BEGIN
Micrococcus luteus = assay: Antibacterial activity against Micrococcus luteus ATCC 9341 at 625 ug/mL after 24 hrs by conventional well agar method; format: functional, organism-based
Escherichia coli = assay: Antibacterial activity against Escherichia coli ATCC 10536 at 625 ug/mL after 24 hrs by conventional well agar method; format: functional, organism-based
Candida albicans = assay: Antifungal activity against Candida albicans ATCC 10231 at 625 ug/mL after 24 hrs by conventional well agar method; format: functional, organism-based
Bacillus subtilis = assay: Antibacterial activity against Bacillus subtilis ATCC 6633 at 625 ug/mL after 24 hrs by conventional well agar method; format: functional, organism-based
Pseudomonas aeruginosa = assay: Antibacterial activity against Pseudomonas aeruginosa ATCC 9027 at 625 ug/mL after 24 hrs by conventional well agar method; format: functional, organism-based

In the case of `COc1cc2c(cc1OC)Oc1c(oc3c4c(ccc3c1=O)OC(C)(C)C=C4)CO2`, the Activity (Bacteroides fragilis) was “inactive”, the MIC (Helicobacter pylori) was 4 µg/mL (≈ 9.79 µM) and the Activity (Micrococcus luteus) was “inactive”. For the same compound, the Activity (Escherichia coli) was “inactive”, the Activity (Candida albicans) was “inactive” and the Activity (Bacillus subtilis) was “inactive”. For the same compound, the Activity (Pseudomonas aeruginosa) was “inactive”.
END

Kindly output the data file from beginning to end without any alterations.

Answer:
Micrococcus luteus = assay: Antibacterial activity against Micrococcus luteus ATCC 9341 at 625 ug/mL after 24 hrs by conventional well agar method; format: functional, organism-based
Escherichia coli = assay: Antibacterial activity against Escherichia coli ATCC 10536 at 625 ug/mL after 24 hrs by conventional well agar method; format: functional, organism-based
Candida albicans = assay: Antifungal activity against Candida albicans ATCC 10231 at 625 ug/mL after 24 hrs by conventional well agar method; format: functional, organism-based
Bacillus subtilis = assay: Antibacterial activity against Bacillus subtilis ATCC 6633 at 625 ug/mL after 24 hrs by conventional well agar method; format: functional, organism-based
Pseudomonas aeruginosa = assay: Antibacterial activity against Pseudomonas aeruginosa ATCC 9027 at 625 ug/mL after 24 hrs by conventional well agar method; format: functional, organism-based

In the case of `COc1cc2c(cc1OC)Oc1c(oc3c4c(ccc3c1=O)OC(C)(C)C=C4)CO2`, the Activity (Bacteroides fragilis) was “inactive”, the MIC (Helicobacter pylori) was 4 µg/mL (≈ 9.79 µM) and the Activity (Micrococcus luteus) was “inactive”. For the same compound, the Activity (Escherichia coli) was “inactive”, the Activity (Candida albicans) was “inactive” and the Activity (Bacillus subtilis) was “inactive”. For the same compound, the Activity (Pseudomonas aeruginosa) was “inactive”.